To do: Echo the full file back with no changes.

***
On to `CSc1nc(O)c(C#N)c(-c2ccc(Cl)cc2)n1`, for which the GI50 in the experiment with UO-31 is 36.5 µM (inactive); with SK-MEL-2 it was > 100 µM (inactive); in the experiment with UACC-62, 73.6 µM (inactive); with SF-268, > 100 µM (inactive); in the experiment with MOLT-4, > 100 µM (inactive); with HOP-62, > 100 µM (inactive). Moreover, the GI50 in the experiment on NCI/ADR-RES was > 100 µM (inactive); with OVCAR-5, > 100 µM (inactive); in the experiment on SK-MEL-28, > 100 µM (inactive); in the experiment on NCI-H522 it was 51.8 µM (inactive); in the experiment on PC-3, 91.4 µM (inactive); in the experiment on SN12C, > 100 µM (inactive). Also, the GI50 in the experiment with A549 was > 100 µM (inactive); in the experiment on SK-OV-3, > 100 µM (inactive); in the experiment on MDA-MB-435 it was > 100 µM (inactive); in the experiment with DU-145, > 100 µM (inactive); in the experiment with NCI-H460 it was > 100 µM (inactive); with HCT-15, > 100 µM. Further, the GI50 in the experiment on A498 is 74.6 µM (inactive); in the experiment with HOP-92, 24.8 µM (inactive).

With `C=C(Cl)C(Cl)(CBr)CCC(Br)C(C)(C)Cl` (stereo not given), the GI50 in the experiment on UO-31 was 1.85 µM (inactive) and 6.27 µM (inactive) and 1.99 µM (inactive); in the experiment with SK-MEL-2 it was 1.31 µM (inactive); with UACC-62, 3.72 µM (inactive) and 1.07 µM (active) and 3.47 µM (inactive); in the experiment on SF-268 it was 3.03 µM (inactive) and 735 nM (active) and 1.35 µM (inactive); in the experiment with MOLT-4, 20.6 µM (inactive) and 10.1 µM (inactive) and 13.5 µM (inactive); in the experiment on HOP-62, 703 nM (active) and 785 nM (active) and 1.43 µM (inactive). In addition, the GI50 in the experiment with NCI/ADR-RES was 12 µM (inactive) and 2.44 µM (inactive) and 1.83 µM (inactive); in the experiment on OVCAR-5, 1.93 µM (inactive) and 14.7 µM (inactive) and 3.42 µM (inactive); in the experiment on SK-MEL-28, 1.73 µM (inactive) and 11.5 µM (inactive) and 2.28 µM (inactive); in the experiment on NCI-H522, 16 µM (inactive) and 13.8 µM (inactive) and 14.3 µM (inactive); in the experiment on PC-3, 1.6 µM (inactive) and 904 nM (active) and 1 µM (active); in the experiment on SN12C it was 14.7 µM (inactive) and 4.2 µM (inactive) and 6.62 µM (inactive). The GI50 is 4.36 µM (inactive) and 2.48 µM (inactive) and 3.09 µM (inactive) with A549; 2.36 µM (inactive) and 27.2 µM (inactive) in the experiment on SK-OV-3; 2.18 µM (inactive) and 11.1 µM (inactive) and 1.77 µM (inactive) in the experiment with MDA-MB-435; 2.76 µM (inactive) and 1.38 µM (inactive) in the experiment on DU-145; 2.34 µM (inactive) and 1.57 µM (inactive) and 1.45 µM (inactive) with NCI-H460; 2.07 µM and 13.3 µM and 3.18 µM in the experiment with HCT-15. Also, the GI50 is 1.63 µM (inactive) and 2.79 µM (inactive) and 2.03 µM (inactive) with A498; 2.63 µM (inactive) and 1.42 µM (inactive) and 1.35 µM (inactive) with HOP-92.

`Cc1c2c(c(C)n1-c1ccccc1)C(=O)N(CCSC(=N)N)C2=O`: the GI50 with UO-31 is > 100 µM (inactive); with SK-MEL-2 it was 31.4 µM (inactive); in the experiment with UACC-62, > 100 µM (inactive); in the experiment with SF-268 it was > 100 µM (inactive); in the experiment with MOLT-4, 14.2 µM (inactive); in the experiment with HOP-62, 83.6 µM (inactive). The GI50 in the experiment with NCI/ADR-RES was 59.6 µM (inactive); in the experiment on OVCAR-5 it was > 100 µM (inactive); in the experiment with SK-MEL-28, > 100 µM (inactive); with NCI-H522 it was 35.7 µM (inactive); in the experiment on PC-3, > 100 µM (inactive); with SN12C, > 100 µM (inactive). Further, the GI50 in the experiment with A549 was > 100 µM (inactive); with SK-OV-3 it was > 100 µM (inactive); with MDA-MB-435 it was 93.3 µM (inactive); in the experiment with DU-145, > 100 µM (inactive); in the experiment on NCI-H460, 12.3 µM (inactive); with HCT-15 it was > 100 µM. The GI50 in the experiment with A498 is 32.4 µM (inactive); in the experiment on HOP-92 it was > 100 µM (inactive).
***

On to `CSc1nc(O)c(C#N)c(-c2ccc(Cl)cc2)n1`, for which the GI50 in the experiment with UO-31 is 36.5 µM (inactive); with SK-MEL-2 it was > 100 µM (inactive); in the experiment with UACC-62, 73.6 µM (inactive); with SF-268, > 100 µM (inactive); in the experiment with MOLT-4, > 100 µM (inactive); with HOP-62, > 100 µM (inactive). Moreover, the GI50 in the experiment on NCI/ADR-RES was > 100 µM (inactive); with OVCAR-5, > 100 µM (inactive); in the experiment on SK-MEL-28, > 100 µM (inactive); in the experiment on NCI-H522 it was 51.8 µM (inactive); in the experiment on PC-3, 91.4 µM (inactive); in the experiment on SN12C, > 100 µM (inactive). Also, the GI50 in the experiment with A549 was > 100 µM (inactive); in the experiment on SK-OV-3, > 100 µM (inactive); in the experiment on MDA-MB-435 it was > 100 µM (inactive); in the experiment with DU-145, > 100 µM (inactive); in the experiment with NCI-H460 it was > 100 µM (inactive); with HCT-15, > 100 µM. Further, the GI50 in the experiment on A498 is 74.6 µM (inactive); in the experiment with HOP-92, 24.8 µM (inactive).

With `C=C(Cl)C(Cl)(CBr)CCC(Br)C(C)(C)Cl` (stereo not given), the GI50 in the experiment on UO-31 was 1.85 µM (inactive) and 6.27 µM (inactive) and 1.99 µM (inactive); in the experiment with SK-MEL-2 it was 1.31 µM (inactive); with UACC-62, 3.72 µM (inactive) and 1.07 µM (active) and 3.47 µM (inactive); in the experiment on SF-268 it was 3.03 µM (inactive) and 735 nM (active) and 1.35 µM (inactive); in the experiment with MOLT-4, 20.6 µM (inactive) and 10.1 µM (inactive) and 13.5 µM (inactive); in the experiment on HOP-62, 703 nM (active) and 785 nM (active) and 1.43 µM (inactive). In addition, the GI50 in the experiment with NCI/ADR-RES was 12 µM (inactive) and 2.44 µM (inactive) and 1.83 µM (inactive); in the experiment on OVCAR-5, 1.93 µM (inactive) and 14.7 µM (inactive) and 3.42 µM (inactive); in the experiment on SK-MEL-28, 1.73 µM (inactive) and 11.5 µM (inactive) and 2.28 µM (inactive); in the experiment on NCI-H522, 16 µM (inactive) and 13.8 µM (inactive) and 14.3 µM (inactive); in the experiment on PC-3, 1.6 µM (inactive) and 904 nM (active) and 1 µM (active); in the experiment on SN12C it was 14.7 µM (inactive) and 4.2 µM (inactive) and 6.62 µM (inactive). The GI50 is 4.36 µM (inactive) and 2.48 µM (inactive) and 3.09 µM (inactive) with A549; 2.36 µM (inactive) and 27.2 µM (inactive) in the experiment on SK-OV-3; 2.18 µM (inactive) and 11.1 µM (inactive) and 1.77 µM (inactive) in the experiment with MDA-MB-435; 2.76 µM (inactive) and 1.38 µM (inactive) in the experiment on DU-145; 2.34 µM (inactive) and 1.57 µM (inactive) and 1.45 µM (inactive) with NCI-H460; 2.07 µM and 13.3 µM and 3.18 µM in the experiment with HCT-15. Also, the GI50 is 1.63 µM (inactive) and 2.79 µM (inactive) and 2.03 µM (inactive) with A498; 2.63 µM (inactive) and 1.42 µM (inactive) and 1.35 µM (inactive) with HOP-92.

`Cc1c2c(c(C)n1-c1ccccc1)C(=O)N(CCSC(=N)N)C2=O`: the GI50 with UO-31 is > 100 µM (inactive); with SK-MEL-2 it was 31.4 µM (inactive); in the experiment with UACC-62, > 100 µM (inactive); in the experiment with SF-268 it was > 100 µM (inactive); in the experiment with MOLT-4, 14.2 µM (inactive); in the experiment with HOP-62, 83.6 µM (inactive). The GI50 in the experiment with NCI/ADR-RES was 59.6 µM (inactive); in the experiment on OVCAR-5 it was > 100 µM (inactive); in the experiment with SK-MEL-28, > 100 µM (inactive); with NCI-H522 it was 35.7 µM (inactive); in the experiment on PC-3, > 100 µM (inactive); with SN12C, > 100 µM (inactive). Further, the GI50 in the experiment with A549 was > 100 µM (inactive); with SK-OV-3 it was > 100 µM (inactive); with MDA-MB-435 it was 93.3 µM (inactive); in the experiment with DU-145, > 100 µM (inactive); in the experiment on NCI-H460, 12.3 µM (inactive); with HCT-15 it was > 100 µM. The GI50 in the experiment with A498 is 32.4 µM (inactive); in the experiment on HOP-92 it was > 100 µM (inactive).